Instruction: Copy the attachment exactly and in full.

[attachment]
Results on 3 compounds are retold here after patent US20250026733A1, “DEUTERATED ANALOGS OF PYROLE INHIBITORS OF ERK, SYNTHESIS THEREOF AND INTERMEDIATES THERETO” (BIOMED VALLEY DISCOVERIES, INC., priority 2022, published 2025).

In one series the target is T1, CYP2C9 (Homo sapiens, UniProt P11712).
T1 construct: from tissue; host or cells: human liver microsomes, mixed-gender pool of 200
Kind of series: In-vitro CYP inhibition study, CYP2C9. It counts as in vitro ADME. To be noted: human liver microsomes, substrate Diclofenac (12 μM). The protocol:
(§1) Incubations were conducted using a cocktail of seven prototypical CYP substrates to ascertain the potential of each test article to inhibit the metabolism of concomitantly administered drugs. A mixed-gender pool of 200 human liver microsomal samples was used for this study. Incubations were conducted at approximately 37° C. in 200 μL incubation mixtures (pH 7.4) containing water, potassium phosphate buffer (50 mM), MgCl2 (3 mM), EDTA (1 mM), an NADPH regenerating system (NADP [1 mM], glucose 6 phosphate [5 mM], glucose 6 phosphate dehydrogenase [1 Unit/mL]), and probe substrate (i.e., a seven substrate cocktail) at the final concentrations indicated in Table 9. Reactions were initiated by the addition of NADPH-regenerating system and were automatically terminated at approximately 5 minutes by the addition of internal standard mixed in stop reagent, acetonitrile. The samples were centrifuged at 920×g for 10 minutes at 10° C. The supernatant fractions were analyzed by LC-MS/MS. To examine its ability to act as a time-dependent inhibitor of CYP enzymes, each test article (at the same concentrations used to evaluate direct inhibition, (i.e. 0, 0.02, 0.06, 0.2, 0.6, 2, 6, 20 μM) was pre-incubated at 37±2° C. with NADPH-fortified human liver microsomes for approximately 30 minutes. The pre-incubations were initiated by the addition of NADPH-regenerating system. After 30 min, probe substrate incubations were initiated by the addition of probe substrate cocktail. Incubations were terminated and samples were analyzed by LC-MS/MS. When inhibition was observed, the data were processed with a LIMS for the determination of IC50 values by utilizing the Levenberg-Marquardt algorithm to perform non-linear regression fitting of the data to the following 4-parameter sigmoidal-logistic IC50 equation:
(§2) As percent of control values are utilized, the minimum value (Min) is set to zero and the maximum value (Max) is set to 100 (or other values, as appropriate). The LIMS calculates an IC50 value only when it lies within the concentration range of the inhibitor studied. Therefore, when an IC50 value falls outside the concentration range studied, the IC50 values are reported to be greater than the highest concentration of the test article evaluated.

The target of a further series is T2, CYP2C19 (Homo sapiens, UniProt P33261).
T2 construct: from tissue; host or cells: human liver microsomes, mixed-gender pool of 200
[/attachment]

Results on 3 compounds are retold here after patent US20250026733A1, “DEUTERATED ANALOGS OF PYROLE INHIBITORS OF ERK, SYNTHESIS THEREOF AND INTERMEDIATES THERETO” (BIOMED VALLEY DISCOVERIES, INC., priority 2022, published 2025).

In one series the target is T1, CYP2C9 (Homo sapiens, UniProt P11712).
T1 construct: from tissue; host or cells: human liver microsomes, mixed-gender pool of 200
Kind of series: In-vitro CYP inhibition study, CYP2C9. It counts as in vitro ADME. To be noted: human liver microsomes, substrate Diclofenac (12 μM). The protocol:
(§1) Incubations were conducted using a cocktail of seven prototypical CYP substrates to ascertain the potential of each test article to inhibit the metabolism of concomitantly administered drugs. A mixed-gender pool of 200 human liver microsomal samples was used for this study. Incubations were conducted at approximately 37° C. in 200 μL incubation mixtures (pH 7.4) containing water, potassium phosphate buffer (50 mM), MgCl2 (3 mM), EDTA (1 mM), an NADPH regenerating system (NADP [1 mM], glucose 6 phosphate [5 mM], glucose 6 phosphate dehydrogenase [1 Unit/mL]), and probe substrate (i.e., a seven substrate cocktail) at the final concentrations indicated in Table 9. Reactions were initiated by the addition of NADPH-regenerating system and were automatically terminated at approximately 5 minutes by the addition of internal standard mixed in stop reagent, acetonitrile. The samples were centrifuged at 920×g for 10 minutes at 10° C. The supernatant fractions were analyzed by LC-MS/MS. To examine its ability to act as a time-dependent inhibitor of CYP enzymes, each test article (at the same concentrations used to evaluate direct inhibition, (i.e. 0, 0.02, 0.06, 0.2, 0.6, 2, 6, 20 μM) was pre-incubated at 37±2° C. with NADPH-fortified human liver microsomes for approximately 30 minutes. The pre-incubations were initiated by the addition of NADPH-regenerating system. After 30 min, probe substrate incubations were initiated by the addition of probe substrate cocktail. Incubations were terminated and samples were analyzed by LC-MS/MS. When inhibition was observed, the data were processed with a LIMS for the determination of IC50 values by utilizing the Levenberg-Marquardt algorithm to perform non-linear regression fitting of the data to the following 4-parameter sigmoidal-logistic IC50 equation:
(§2) As percent of control values are utilized, the minimum value (Min) is set to zero and the maximum value (Max) is set to 100 (or other values, as appropriate). The LIMS calculates an IC50 value only when it lies within the concentration range of the inhibitor studied. Therefore, when an IC50 value falls outside the concentration range studied, the IC50 values are reported to be greater than the highest concentration of the test article evaluated.

The target of a further series is T2, CYP2C19 (Homo sapiens, UniProt P33261).
T2 construct: from tissue; host or cells: human liver microsomes, mixed-gender pool of 200